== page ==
-'Now with God's help, I shall become myself.'Spiritual growth is a pursuit. It does not happen naturally or without effort. Just like the athlete who trains for a competition, we too must train our hearts and minds to be like Jesus. Our spiritual muscles, like our physical ones, become weak and ineffective when they are not stretched and exercised regularly. Often, Christians may find they are caught up in the 'generality' of living a religious lifestyle, but to truly become the Lord's, we must give him time to work with us. Our days may be so filled with activity and service that we seldom take the time to ask ourselves who it is that God created us to be. If you long for the discipline, order, and focus that Christ speaks of in the Word, then you are longing to discover who God created you to be. See yourself through God's eyes in Becoming Myself, Becoming His.Author Kay Watson lives in Pensacola, Florida, with Scott, her husband of twenty-eight years, and two sons. She has taught in church for over twenty-five years, written curriculum for women and children, and has served as the Women's Ministry Coordinator for the Gateway Church of Christ.
becoming myself becoming his
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A pioneering philanthropist and daughter of American royalty reveals what it was like to grow up in one of the world’s most famous families. The great-granddaughter of John D. Rockefeller, Eileen Rockefeller learned in childhood that while wealth and fame could open any door, they could not buy a feeling of personal worth. The privileges of having servants and lavish summer homes were offset by her parents’ thoughtful yet firm lessons in social obligation, at times by her mother’s dark depressions and mercurial moods, and the competition for attention among her siblings. In adulthood, Rockefeller has yearned to be seen not as an icon but as a woman and mother with a normal life, and like all of us, she had to learn to find her own way. Being a Rockefeller, Becoming Myself is an affirmation of how family shapes our identity and the ways we contribute to the larger family of life, regardless of our origins.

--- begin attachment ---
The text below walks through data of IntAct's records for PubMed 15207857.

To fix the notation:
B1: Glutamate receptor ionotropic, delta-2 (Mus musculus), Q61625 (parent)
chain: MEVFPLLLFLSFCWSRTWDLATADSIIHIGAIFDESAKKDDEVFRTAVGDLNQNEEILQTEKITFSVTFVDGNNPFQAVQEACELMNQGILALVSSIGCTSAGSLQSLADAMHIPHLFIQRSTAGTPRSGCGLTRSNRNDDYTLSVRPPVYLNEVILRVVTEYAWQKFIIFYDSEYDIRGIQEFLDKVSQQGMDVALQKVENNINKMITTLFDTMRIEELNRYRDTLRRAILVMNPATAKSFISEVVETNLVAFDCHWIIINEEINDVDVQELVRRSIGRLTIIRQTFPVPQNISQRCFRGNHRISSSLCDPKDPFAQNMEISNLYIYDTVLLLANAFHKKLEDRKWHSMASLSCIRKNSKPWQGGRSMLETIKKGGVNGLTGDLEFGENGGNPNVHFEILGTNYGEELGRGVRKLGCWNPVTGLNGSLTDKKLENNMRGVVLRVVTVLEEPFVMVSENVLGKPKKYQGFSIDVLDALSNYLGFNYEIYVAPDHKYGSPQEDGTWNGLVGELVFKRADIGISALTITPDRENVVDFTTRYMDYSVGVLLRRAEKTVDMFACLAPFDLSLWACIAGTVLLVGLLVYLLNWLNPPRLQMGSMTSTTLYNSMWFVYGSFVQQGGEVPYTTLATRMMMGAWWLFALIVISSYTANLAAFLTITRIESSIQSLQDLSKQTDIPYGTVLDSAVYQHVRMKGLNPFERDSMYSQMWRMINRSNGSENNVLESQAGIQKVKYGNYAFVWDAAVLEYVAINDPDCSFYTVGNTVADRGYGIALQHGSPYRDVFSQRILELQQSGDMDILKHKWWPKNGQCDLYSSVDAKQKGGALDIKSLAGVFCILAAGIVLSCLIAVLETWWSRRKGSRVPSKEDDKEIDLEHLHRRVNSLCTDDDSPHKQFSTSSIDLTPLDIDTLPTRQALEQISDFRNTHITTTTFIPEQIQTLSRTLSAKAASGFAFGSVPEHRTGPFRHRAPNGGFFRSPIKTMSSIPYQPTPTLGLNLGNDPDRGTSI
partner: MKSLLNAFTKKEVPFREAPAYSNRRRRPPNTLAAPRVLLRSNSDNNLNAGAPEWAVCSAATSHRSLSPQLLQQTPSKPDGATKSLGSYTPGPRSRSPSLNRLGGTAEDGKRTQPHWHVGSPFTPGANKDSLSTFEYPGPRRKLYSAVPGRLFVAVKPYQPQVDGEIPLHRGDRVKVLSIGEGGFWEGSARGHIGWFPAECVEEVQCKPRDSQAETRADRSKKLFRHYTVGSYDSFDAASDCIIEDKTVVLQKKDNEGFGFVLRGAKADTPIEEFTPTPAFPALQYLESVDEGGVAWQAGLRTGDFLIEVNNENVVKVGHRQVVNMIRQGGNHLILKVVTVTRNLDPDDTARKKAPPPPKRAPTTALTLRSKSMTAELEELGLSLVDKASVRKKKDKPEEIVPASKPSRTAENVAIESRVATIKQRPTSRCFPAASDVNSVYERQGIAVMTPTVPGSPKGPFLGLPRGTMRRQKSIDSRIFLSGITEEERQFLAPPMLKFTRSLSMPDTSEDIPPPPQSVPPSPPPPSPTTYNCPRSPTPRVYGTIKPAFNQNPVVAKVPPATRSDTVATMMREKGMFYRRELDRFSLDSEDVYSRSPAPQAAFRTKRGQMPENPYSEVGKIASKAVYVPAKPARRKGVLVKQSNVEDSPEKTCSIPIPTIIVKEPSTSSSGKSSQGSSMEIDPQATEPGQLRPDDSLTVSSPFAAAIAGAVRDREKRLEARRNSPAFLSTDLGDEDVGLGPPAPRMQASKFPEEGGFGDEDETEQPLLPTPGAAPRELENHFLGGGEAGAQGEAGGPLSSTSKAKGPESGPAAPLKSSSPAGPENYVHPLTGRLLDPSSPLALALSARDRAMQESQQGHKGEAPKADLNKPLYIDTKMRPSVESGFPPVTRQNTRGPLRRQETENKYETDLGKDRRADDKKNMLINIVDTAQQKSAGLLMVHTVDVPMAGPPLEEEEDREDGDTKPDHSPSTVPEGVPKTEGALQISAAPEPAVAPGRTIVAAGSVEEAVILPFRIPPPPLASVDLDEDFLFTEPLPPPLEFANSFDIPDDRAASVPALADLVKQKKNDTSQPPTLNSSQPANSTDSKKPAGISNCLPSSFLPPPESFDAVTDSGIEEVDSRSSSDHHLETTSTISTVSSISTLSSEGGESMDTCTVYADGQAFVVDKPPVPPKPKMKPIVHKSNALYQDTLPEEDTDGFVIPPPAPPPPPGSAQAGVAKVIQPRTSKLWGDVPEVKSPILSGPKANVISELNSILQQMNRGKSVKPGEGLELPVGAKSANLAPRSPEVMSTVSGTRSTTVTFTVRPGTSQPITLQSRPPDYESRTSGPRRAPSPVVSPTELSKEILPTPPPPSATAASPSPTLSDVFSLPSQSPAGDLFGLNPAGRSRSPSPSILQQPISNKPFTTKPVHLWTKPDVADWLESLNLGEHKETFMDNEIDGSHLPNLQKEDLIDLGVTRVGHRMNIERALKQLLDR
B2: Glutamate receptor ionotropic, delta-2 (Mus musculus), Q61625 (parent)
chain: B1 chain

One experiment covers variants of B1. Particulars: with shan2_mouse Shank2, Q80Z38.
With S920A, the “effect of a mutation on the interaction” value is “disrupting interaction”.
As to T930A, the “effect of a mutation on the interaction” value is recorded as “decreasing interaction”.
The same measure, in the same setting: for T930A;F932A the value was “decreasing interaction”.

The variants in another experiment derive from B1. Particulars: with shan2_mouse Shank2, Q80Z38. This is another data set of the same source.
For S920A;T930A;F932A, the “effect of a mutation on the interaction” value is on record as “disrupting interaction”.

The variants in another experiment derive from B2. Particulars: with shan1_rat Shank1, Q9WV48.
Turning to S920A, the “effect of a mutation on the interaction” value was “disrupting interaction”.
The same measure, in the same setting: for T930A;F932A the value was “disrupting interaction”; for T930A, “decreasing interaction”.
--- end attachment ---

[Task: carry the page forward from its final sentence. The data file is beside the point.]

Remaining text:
God has dreams—just for you Becoming Myself is a hope-filled book for anyone who wonders if her life will ever change—if she will ever change.In Stasi Eldredge’s most intimate book yet, she shares her own struggles with self-worth, weight, and her past as she shows readers how God is faithfully unveiling who we truly are. Stasi urges you to lay down your past thoughts about yourself and receive God’s incredible dreams for you instead. We cannot heal ourselves. We cannot become ourselves by ourselves. But we are not by ourselves. The King of love wants to help us become. God desires to restore us—the real us. As he heals our inner life, he calls us to rise to the occasion of our lives. The most important journey any woman can take is the journey into becoming her true self through the love of God. It's a beautiful paradox. The more of God’s you become, the more yourself you become—the “self” he had in mind when he thought of you before the creation of the world. Discover your truest self—the woman God created you to be—in Becoming Myself.